William Wells Brown (circa 1814 - November 6, 1884) was a prominent African-American abolitionist lecturer, novelist, playwright, and historian in the United States. Born into slavery in Montgomery County, Kentucky, near the town of Mount Sterling, Brown escaped to Ohio in 1834 at the age of 20. He settled in Boston, Massachusetts, where he worked for abolitionist causes and became a prolific writer. While working for abolition, Brown also supported causes including: temperance, women's suffrage, pacifism, prison reform, and an anti-tobacco movement. His novel Clotel (1853), considered the first novel written by an African American, was published in London, England, where he resided at the time; it was later published in the United States. Brown was a pioneer in several different literary genres, including travel writing, fiction, and drama. In 1858 he became the first published African-American playwright, and often read from this work on the lecture circuit. Following the Civil War, in 1867 he published what is considered the first history of African Americans in the Revolutionary War. He was among the first writers inducted to the Kentucky Writers Hall of Fame, established in 2013. A public school was named for him in Lexington, Kentucky. Brown was lecturing in England when the 1850 Fugitive Slave Law was passed in the US; as its provisions increased the risk of capture and re-enslavement, he stayed overseas for several years. He traveled throughout Europe. After his freedom was purchased in 1854 by a British couple, he and his two daughters returned to the US, where he rejoined the abolitionist lecture circuit in the North. A contemporary of Frederick Douglass, Brown was overshadowed by the charismatic orator and the two feuded publicly.William was born into slavery in 1814 (or March 15, 1815) near Lexington, Kentucky, where his mother Elizabeth was a slave (she was of Native American and Black ancestry). She was held by Dr. John Young and had seven children, each by different fathers. (In addition to William, her children were Solomon, Leander, Benjamin, Joseph, Milford, and Elizabeth.) William was of mixed race; his father was George W. Higgins, a white planter and half brother of his master Dr. Young. Higgins formally acknowledged William as his son and made Young promise not to sell him.But Young did sell the boy and his mother. In the end, William was sold several times before he was twenty years old. William spent the majority of his youth in St. Louis. His masters hired him out to work on steamboats on the Missouri River, then a major thoroughfare for steamships and the slave trade. His work allowed him to see many new places. In 1833, he and his mother escaped together across the Mississippi River, but they were captured in Illinois. In 1834, Brown made a second escape attempt, successfully slipping away from a steamboat when it docked in Cincinnati, Ohio, a free state. In freedom, he took the names of Wells Brown, a Quaker friend who helped him after his escape by providing food, clothes and some money. He learned to read and write, and eagerly sought more education, reading extensively to make up for what he had been deprived. Around this time he was hired by Elijah Lovejoy and worked with the famed abolitionist in his printing office.....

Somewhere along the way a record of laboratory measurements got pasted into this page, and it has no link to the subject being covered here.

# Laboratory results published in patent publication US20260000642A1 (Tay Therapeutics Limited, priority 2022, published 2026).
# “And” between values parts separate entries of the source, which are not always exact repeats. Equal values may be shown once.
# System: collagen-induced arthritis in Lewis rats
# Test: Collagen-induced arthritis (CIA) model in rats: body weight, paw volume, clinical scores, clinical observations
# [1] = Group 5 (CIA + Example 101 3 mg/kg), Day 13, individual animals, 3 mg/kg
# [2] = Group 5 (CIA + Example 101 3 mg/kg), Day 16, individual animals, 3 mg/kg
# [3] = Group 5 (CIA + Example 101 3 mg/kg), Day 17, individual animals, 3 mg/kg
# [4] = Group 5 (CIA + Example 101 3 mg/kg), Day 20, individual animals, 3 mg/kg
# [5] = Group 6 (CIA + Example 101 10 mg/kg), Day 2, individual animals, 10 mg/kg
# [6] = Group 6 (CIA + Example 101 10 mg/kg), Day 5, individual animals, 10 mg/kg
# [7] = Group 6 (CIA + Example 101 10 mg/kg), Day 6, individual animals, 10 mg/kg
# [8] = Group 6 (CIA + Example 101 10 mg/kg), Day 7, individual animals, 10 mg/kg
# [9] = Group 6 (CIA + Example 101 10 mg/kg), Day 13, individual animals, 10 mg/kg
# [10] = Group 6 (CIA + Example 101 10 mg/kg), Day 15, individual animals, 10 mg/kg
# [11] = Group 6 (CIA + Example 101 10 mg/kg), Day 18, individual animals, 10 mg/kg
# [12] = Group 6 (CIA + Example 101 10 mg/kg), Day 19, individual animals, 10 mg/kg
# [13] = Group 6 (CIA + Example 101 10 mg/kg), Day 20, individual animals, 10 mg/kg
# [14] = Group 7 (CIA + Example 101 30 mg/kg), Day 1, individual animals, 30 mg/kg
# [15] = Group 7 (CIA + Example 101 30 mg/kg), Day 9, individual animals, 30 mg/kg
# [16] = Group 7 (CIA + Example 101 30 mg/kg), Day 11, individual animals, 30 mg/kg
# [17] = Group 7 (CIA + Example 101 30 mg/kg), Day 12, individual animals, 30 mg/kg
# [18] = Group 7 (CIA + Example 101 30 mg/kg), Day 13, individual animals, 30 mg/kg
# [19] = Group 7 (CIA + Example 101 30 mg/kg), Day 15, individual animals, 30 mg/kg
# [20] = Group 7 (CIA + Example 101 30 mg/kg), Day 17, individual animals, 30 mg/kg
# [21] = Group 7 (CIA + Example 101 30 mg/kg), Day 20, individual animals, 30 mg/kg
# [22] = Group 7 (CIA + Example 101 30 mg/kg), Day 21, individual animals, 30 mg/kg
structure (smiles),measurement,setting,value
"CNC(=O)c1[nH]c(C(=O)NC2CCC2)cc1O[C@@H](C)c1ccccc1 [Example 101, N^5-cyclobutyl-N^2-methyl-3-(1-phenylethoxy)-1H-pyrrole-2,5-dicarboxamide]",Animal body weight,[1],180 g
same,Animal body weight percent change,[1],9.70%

Clotelle; Or, the Colored Heroine; A Tale of the Southern States. by: William Wells Brown: William Wells Brown (Circa 1814 - November 6, 1884) Was a P
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